Thank you for the explanation George. I have too came to believe that a
general all-encompassing solution would be incredibly complicated. Our
(lldb) use case is in many ways similar to compiler-rt (we want to test
code which was not compiled for the host), but then it also has it's own
"thing" (we have *two* processes/binaries, one debugging another,
theoretically they don't even have to have the same bitness).
I am glad you were able to make your use case work. I'll probably try
creating something a bit custom for lldb, when I actually get around to it.
I was thinking about a generic proposal for a while,
but then I’ve realized that a much simpler heuristic suffices for all of
- Prepend all commands which should execute on the device with %run,
which runs a wrapper python script
- Inside that script use a simple regexp to find all paths
- sync all paths to the device
- run the executable on the device
- sync all paths form the device back to host
> Hello George,
> I would be very much interested in a (generic) solution that would allow
> running tests on a remote host/device. My intended use case for this is
> lldb+android, and I am mostly interested in googletest-style tests.
I’m not sure about those, all my problems were in LIT tests.
> fact, I proposed something vaguely similar to this (but limited to
> last year <http://lists.llvm.org/pipermail/llvm-dev/2017-May/113370.html
> However, due to some internal reshuffles, this idea never got past the
> prototype stage. Nonetheless, I would still like do something like this
> eventually (even better if someone else does it for me ).
> I would love to hear more about your proposal, as my head is currently
> filled with questions about how this would work. (I admit I don't know
> anything about how libFuzzer is tested.) It's not clear to me whether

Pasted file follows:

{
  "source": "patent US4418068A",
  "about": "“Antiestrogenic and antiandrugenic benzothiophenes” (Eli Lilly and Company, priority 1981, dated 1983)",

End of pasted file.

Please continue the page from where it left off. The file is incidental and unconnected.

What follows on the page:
> intend to implement a general purpose remote test execution framework,
> solution tailored to the needs of libFuzzer.
Seemed generic enough for most of compiler-rt.
> Do you automatically handle
> copying the inputs to the remote target? How do you identify what the
> inputs are?
Yes, the simple heuristic above seems to work here.
> Do you copy over any llvm tools executed in the run lines?
I copy the command directly after %run wrapper, but not FileCheck/etc.
%run syncs it over to the device.
> about their dependent libraries? etc.
Dynamically linked? Mostly we don’t have any, and for those tests where
some rpath substitution magic is required.
> Maybe if you could give an example of a typical test you intend to
> and how it would work, a lot of these questions would be answered. If
> turns out to be something that could be reused for our use case, I
> willing to chip in to help make it happen.
Basically, any of libFuzzer tests with %run prepended, e.g.
>> Tests in compiler-rt run under both iOS simulators and Android devices,
> which requires “wrapping” the run line with the “adb” command for
> and adding a prefix / setting some environment variables for simulators/
>> In case of Android this is done by changing the compilation command to
> produce a wrapper which already calls “adb”, and in case of iOS
> by explicitly adding the “%run” command in front of run lines.
>> The solution is far from perfect though: many tests (e.g. libFuzzer)
> extensively rely on using arbitrary shell commands to create and
> temporary text files.
>> Performing those commands in a different environment is done in a very
> ad-hoc manner: from what I see, for sanitizer tests those temporary
> are then usually references in the environment variables present in the
> command, which are then parsed to carry those files into the executable
>> Doing this for libFuzzer would be very difficult and would require a
> of modifications to test.
>> I would prefer a more transparent approach: if LIT configuration was to
> provide a hook to perform arbitrary replacements/wrapping on each of the
> executed lines, the wrapping could be performed without modifying tests
>> My implementation preference would be adding a method `def wrap(self,
> s)` (str -> str) to the format class (lit/formats/*), and then using it